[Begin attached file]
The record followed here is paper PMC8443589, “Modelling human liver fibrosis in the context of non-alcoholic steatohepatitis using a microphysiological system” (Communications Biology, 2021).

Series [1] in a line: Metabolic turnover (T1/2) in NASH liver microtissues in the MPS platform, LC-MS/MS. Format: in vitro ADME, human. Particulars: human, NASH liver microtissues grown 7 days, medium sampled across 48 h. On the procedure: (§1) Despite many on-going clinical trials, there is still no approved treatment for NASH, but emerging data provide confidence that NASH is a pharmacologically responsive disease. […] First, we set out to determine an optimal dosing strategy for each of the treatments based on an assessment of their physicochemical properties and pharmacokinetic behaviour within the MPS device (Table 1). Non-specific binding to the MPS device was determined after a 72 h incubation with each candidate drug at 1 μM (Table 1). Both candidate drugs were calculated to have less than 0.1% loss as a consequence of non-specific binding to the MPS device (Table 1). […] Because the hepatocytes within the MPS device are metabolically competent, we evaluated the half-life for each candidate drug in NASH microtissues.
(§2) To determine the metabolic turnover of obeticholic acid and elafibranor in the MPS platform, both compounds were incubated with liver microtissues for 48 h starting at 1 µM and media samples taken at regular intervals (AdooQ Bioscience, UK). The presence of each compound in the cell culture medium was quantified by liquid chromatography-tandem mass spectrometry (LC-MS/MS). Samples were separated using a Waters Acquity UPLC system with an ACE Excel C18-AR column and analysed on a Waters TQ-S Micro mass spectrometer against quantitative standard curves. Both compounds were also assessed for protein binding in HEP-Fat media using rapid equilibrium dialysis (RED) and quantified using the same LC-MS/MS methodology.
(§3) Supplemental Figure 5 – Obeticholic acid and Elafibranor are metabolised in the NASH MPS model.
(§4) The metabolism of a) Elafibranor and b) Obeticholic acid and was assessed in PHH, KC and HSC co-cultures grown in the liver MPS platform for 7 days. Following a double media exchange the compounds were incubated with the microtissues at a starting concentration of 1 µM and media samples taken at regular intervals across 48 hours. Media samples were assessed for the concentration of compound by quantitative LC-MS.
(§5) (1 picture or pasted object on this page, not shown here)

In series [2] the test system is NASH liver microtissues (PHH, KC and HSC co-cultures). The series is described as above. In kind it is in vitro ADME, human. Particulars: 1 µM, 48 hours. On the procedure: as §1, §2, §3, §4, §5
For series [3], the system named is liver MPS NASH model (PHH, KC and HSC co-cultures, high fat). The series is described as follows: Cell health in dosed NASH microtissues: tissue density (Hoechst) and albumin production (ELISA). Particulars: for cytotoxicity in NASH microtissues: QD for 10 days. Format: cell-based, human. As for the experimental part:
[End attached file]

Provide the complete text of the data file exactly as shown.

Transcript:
The record followed here is paper PMC8443589, “Modelling human liver fibrosis in the context of non-alcoholic steatohepatitis using a microphysiological system” (Communications Biology, 2021).

Series [1] in a line: Metabolic turnover (T1/2) in NASH liver microtissues in the MPS platform, LC-MS/MS. Format: in vitro ADME, human. Particulars: human, NASH liver microtissues grown 7 days, medium sampled across 48 h. On the procedure: (§1) Despite many on-going clinical trials, there is still no approved treatment for NASH, but emerging data provide confidence that NASH is a pharmacologically responsive disease. […] First, we set out to determine an optimal dosing strategy for each of the treatments based on an assessment of their physicochemical properties and pharmacokinetic behaviour within the MPS device (Table 1). Non-specific binding to the MPS device was determined after a 72 h incubation with each candidate drug at 1 μM (Table 1). Both candidate drugs were calculated to have less than 0.1% loss as a consequence of non-specific binding to the MPS device (Table 1). […] Because the hepatocytes within the MPS device are metabolically competent, we evaluated the half-life for each candidate drug in NASH microtissues.
(§2) To determine the metabolic turnover of obeticholic acid and elafibranor in the MPS platform, both compounds were incubated with liver microtissues for 48 h starting at 1 µM and media samples taken at regular intervals (AdooQ Bioscience, UK). The presence of each compound in the cell culture medium was quantified by liquid chromatography-tandem mass spectrometry (LC-MS/MS). Samples were separated using a Waters Acquity UPLC system with an ACE Excel C18-AR column and analysed on a Waters TQ-S Micro mass spectrometer against quantitative standard curves. Both compounds were also assessed for protein binding in HEP-Fat media using rapid equilibrium dialysis (RED) and quantified using the same LC-MS/MS methodology.
(§3) Supplemental Figure 5 – Obeticholic acid and Elafibranor are metabolised in the NASH MPS model.
(§4) The metabolism of a) Elafibranor and b) Obeticholic acid and was assessed in PHH, KC and HSC co-cultures grown in the liver MPS platform for 7 days. Following a double media exchange the compounds were incubated with the microtissues at a starting concentration of 1 µM and media samples taken at regular intervals across 48 hours. Media samples were assessed for the concentration of compound by quantitative LC-MS.
(§5) (1 picture or pasted object on this page, not shown here)

In series [2] the test system is NASH liver microtissues (PHH, KC and HSC co-cultures). The series is described as above. In kind it is in vitro ADME, human. Particulars: 1 µM, 48 hours. On the procedure: as §1, §2, §3, §4, §5
For series [3], the system named is liver MPS NASH model (PHH, KC and HSC co-cultures, high fat). The series is described as follows: Cell health in dosed NASH microtissues: tissue density (Hoechst) and albumin production (ELISA). Particulars: for cytotoxicity in NASH microtissues: QD for 10 days. Format: cell-based, human. As for the experimental part: